Queens of Poland are conspicuously absent from the study of European queenship—an absence which, together with early modern Poland’s marginal place in the historiography, results in a picture of European royal culture that can only be lopsided and incomplete. Katarzyna Kosior cuts through persistent stereotypes of an East-West dichotomy and a culturally isolated early modern Poland to offer a groundbreaking comparative study of royal ceremony in Poland and France. The ceremonies of becoming a Jagiellonian or Valois queen, analysed in their larger European context, illuminate the connections that bound together monarchical Europe. These ceremonies are a gateway to a fuller understanding of European royal culture, demonstrating that it is impossible to make claims about European queenship without considering eastern Europe.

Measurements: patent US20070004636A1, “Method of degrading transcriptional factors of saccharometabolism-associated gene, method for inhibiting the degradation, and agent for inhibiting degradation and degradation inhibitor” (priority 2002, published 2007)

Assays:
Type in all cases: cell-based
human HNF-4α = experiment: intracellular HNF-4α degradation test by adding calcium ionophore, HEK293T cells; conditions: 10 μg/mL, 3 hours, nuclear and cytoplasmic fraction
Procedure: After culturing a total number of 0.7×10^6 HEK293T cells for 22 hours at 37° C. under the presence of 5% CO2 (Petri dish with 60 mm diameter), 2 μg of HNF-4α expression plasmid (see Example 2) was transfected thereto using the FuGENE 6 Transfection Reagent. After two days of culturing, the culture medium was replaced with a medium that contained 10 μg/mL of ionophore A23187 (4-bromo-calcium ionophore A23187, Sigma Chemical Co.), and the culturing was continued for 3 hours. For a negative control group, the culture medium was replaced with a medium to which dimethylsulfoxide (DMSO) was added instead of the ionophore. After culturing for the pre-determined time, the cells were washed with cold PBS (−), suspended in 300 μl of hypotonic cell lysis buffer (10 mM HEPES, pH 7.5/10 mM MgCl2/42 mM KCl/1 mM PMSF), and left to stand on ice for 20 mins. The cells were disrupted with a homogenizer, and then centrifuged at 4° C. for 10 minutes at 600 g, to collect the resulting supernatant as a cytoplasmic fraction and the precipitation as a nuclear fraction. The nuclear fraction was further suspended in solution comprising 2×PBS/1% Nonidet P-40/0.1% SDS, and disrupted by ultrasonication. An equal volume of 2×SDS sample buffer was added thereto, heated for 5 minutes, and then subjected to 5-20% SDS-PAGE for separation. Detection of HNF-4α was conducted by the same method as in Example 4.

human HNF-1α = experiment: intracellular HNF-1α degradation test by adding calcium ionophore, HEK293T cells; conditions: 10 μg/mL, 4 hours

Katarzyna Kosior is a Leverhulme Early Career Fellow at Northumbria University, UK.
“This well-researched and venturesome book gives us a new way of thinking about royal women, power, ritual, and religion that should influence our thinking on these topics for a long time. Anyone working in the early modern period—or on women’s history, monarchy, power, rituals, or religion—will need now to consult and consider Kosior’s new model for royal culture.”
(Russell E. Martin, Professor of History, Westminster College, USA, author of A Bride for the Tsar)